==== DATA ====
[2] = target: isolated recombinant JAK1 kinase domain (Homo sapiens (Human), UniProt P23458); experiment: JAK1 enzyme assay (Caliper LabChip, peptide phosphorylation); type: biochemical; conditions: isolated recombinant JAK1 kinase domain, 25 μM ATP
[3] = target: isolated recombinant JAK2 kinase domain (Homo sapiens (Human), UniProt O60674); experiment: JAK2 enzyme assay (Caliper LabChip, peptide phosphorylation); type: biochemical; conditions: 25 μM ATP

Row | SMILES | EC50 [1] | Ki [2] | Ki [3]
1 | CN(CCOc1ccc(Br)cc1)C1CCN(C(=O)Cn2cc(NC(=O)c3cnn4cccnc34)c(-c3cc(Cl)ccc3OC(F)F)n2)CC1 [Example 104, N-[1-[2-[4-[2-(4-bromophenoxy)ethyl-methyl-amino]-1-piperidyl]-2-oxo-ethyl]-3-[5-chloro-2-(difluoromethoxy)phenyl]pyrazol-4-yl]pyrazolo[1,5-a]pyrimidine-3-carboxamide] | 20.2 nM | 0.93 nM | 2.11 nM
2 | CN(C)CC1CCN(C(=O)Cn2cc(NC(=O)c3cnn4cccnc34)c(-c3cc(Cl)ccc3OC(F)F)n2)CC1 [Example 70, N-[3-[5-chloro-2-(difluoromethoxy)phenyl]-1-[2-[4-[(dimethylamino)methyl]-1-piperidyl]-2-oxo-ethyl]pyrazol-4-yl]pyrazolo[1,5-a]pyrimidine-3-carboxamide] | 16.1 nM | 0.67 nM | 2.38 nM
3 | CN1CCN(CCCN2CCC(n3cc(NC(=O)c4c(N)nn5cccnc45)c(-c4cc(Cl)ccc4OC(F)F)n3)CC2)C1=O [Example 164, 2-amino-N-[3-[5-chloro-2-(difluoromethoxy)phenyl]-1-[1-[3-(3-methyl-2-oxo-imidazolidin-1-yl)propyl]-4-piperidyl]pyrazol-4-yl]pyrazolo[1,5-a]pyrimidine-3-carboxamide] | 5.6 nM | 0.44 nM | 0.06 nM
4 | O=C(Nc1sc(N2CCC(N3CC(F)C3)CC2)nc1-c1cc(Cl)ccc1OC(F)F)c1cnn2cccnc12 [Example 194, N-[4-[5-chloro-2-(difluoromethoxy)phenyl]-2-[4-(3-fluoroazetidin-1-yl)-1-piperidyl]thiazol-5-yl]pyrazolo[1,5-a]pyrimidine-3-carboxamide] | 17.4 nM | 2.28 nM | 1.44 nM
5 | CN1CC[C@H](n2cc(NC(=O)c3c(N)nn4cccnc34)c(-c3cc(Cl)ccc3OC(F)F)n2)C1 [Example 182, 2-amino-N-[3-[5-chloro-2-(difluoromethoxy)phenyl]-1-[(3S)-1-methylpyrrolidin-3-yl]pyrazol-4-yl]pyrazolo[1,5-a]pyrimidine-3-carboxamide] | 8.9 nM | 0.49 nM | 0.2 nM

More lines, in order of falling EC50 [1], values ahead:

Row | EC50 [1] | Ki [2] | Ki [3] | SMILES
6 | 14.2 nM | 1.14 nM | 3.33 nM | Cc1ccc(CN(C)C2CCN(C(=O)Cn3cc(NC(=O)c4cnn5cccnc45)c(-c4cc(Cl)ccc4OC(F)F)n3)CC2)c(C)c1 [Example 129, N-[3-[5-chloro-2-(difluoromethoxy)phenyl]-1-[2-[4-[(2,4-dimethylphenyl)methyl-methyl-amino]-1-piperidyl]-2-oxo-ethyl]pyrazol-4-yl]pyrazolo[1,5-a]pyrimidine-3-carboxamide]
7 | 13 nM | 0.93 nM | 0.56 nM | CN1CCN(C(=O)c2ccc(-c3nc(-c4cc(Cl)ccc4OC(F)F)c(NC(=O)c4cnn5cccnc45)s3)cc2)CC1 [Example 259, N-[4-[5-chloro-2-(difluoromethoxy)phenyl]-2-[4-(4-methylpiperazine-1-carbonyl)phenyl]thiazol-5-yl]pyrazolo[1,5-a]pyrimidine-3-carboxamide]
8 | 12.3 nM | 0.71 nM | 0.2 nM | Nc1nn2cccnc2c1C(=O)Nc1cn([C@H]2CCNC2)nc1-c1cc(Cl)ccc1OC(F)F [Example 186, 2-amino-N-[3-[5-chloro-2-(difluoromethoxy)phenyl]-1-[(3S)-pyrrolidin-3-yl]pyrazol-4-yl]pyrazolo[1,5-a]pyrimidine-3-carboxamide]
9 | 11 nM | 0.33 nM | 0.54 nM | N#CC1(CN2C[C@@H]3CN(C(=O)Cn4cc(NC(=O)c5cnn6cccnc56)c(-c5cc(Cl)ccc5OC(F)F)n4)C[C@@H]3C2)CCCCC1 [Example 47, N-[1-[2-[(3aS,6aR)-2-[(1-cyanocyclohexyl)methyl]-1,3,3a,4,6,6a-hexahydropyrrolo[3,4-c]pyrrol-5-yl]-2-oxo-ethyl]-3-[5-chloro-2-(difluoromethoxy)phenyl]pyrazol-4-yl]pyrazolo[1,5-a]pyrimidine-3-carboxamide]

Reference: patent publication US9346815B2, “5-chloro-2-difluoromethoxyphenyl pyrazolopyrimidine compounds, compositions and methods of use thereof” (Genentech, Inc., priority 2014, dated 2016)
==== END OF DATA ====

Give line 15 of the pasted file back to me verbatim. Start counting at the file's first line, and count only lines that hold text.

Reference: patent publication US9346815B2, “5-chloro-2-difluoromethoxyphenyl pyrazolopyrimidine compounds, compositions and methods of use thereof” (Genentech, Inc., priority 2014, dated 2016)